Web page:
Developing thinking skills in preschoolers
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Q: Our daughter is
still in preschool. She's a very social child and loves to play. I'm
wondering, though, about her thinking skills. Is there anything I
should be doing at home to prepare her for school? Should I just let
Preschoolers are curious and want to know everything! You are your
daughter's No. 1 teacher, so as you go about your daily routine, use
your activities as occasions for learning. Let her observe and guess
at how things work. Let her ask questions. Listen actively and
respond to her questions seriously without being judgmental.
Encourage her curiosity by asking your
- "Why do you think I do it this
- "What do you think is the next
you're in the produce aisle, talk about:
- How foods grow. For example,
oranges grow on trees, blueberries grow on bushes, and carrots
- Colors and shapes. Mention the
different colors and shapes you see, such as red apples, yellow
grapefruit and round grapes.
to make predictions -- and test them out:
- In the sandbox. What will happen
when we add water to the dry sand?
- In the kitchen. What will happen
to this egg if we beat it? What will happen to rice or pasta when
we cook it?
means let her play. Here are ways you can boost your daughter's
thinking skills as she plays:
- Create a special place for your
daughter to explore. Fill a low cabinet with interesting and safe
objects for her to play with.
- Allow your child to make
mistakes. Give her plenty of time to figure out how to use a new
toy before stepping in to help.
- Let her try new things, such as
looking through a magnifying glass or shaking a tambourine.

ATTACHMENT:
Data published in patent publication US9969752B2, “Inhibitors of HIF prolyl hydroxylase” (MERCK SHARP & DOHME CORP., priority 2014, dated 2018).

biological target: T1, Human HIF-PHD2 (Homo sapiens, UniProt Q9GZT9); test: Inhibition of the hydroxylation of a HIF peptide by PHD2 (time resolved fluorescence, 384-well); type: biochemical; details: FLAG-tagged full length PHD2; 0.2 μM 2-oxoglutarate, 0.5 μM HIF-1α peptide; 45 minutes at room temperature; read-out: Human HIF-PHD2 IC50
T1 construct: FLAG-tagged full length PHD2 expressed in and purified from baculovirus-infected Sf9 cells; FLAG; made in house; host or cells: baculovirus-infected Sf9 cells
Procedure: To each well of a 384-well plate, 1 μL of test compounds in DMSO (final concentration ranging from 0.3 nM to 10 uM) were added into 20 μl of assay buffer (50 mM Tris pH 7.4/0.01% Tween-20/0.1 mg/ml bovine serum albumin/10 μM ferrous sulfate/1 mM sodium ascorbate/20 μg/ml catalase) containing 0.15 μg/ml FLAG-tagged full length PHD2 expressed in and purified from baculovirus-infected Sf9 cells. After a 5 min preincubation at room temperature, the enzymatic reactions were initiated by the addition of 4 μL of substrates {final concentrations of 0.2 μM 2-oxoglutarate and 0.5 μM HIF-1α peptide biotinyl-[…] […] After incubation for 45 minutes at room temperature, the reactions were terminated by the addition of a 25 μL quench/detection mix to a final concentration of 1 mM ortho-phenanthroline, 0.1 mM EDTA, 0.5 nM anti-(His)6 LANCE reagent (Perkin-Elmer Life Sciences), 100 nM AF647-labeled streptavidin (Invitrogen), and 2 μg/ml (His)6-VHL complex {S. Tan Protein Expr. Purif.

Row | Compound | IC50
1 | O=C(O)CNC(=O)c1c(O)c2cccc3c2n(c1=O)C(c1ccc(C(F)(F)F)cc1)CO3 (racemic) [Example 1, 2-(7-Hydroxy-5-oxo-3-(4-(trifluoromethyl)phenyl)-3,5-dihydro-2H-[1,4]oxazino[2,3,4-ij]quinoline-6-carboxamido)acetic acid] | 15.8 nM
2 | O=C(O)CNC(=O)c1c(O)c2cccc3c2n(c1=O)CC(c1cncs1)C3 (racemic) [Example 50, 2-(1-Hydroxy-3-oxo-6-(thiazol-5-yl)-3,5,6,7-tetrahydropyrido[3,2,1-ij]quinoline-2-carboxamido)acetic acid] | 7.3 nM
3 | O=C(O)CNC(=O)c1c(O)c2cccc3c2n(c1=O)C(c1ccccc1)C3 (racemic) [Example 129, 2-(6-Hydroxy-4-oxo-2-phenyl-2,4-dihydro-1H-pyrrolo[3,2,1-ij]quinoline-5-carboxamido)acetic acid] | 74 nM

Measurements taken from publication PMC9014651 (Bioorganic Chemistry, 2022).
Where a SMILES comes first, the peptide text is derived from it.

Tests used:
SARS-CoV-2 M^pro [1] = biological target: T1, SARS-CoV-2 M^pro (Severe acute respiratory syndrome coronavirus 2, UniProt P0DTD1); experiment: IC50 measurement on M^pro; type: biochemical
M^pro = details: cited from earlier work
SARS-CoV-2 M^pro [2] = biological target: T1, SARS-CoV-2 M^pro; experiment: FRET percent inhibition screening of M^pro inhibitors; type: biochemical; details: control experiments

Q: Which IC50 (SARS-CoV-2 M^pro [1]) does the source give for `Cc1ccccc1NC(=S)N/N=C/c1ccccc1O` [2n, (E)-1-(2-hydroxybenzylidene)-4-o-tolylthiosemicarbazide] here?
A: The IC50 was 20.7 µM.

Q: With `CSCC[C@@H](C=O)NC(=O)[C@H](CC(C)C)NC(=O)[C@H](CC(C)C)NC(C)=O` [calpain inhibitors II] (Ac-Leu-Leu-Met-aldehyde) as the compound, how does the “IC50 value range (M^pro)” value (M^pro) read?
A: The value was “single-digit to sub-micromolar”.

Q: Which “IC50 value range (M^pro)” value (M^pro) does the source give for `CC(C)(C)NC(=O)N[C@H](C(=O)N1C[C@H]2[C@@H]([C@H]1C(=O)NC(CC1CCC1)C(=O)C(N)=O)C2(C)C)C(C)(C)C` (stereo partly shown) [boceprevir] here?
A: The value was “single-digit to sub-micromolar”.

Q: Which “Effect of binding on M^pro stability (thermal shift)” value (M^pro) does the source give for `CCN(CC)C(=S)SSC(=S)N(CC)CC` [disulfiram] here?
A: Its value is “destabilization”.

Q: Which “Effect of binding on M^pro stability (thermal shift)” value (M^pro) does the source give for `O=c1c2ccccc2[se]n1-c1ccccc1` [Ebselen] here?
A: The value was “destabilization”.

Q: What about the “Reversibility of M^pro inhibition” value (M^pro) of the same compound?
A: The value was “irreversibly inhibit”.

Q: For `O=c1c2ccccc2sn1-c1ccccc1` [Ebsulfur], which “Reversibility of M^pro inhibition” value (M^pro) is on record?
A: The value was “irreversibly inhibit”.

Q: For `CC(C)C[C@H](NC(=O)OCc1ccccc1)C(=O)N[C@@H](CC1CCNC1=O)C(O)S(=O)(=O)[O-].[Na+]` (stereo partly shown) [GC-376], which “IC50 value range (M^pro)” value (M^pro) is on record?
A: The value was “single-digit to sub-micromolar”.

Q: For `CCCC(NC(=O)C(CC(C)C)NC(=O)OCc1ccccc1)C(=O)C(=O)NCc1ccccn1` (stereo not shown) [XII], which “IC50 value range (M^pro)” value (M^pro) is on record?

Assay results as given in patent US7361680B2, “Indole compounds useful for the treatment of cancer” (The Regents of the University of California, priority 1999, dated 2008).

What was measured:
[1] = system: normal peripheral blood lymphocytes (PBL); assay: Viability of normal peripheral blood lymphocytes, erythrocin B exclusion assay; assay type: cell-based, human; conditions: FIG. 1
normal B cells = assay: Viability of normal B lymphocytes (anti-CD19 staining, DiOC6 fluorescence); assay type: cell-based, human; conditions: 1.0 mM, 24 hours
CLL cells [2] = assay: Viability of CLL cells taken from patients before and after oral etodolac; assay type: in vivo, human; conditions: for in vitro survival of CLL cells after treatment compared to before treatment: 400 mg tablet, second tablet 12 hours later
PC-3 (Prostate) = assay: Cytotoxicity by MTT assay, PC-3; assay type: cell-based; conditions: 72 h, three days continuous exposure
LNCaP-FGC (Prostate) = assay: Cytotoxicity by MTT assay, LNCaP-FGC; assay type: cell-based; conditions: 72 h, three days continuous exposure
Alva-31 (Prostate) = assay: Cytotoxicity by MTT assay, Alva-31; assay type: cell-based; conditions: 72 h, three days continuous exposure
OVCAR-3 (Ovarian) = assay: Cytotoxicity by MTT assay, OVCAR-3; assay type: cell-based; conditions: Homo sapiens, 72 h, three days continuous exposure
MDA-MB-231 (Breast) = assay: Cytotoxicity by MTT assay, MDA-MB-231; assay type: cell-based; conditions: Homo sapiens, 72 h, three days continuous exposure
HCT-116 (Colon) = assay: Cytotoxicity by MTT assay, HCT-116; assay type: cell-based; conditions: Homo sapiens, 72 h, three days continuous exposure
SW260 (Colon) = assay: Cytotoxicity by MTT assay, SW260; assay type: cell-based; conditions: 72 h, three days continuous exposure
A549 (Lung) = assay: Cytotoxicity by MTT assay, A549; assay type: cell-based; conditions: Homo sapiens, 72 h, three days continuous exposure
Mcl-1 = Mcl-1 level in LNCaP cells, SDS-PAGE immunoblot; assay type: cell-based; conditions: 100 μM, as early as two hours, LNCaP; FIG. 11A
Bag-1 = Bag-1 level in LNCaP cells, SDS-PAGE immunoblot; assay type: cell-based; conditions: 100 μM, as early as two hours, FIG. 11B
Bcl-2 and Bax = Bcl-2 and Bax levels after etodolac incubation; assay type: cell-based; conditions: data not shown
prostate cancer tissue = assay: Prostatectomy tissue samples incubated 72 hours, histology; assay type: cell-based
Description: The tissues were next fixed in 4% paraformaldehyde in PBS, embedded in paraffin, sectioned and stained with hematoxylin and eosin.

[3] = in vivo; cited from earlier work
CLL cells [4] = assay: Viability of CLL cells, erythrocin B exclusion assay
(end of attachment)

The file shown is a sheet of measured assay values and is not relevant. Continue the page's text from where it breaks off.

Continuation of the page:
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together and ask your daughter to imagine what will happen next in
the story. For example, after you read a story such as "Goldilocks
and the Three Bears," you can help develop her thinking skills by
asking some basic questions about the story:
- "What was the story about?"
- "Why did the bears leave their
gets older, you can encourage a higher level of thinking by asking
her to analyze information from the story and to express her
opinions. Ask questions such as:
- "How were the bears alike and
- "Which bear is most like your
friend Emily? Like you?"
To succeed in school, children have
to know how to think. You can help her develop good thinking skills
at home and give her lots of practice.
* * *
For more information about helping
children learn or to submit your own question to The Learning
Advisor, go to
http://advisor.parent-institute.com. All questions will receive
a prompt answer by e-mail.
© Copyright 2005, The Parent
"Ask the Learning Advisor -- Ideas for Raising Successful
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